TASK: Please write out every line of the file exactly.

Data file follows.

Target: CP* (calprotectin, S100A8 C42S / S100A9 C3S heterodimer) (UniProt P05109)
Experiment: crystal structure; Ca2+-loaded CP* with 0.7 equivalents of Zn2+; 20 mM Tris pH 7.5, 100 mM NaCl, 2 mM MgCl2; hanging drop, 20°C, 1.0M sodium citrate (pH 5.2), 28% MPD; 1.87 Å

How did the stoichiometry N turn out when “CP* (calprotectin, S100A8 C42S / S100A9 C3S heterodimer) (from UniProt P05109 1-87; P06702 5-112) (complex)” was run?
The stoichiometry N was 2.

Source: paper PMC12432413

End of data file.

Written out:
Target: CP* (calprotectin, S100A8 C42S / S100A9 C3S heterodimer) (UniProt P05109)
Experiment: crystal structure; Ca2+-loaded CP* with 0.7 equivalents of Zn2+; 20 mM Tris pH 7.5, 100 mM NaCl, 2 mM MgCl2; hanging drop, 20°C, 1.0M sodium citrate (pH 5.2), 28% MPD; 1.87 Å

How did the stoichiometry N turn out when “CP* (calprotectin, S100A8 C42S / S100A9 C3S heterodimer) (from UniProt P05109 1-87; P06702 5-112) (complex)” was run?
The stoichiometry N was 2.

Source: paper PMC12432413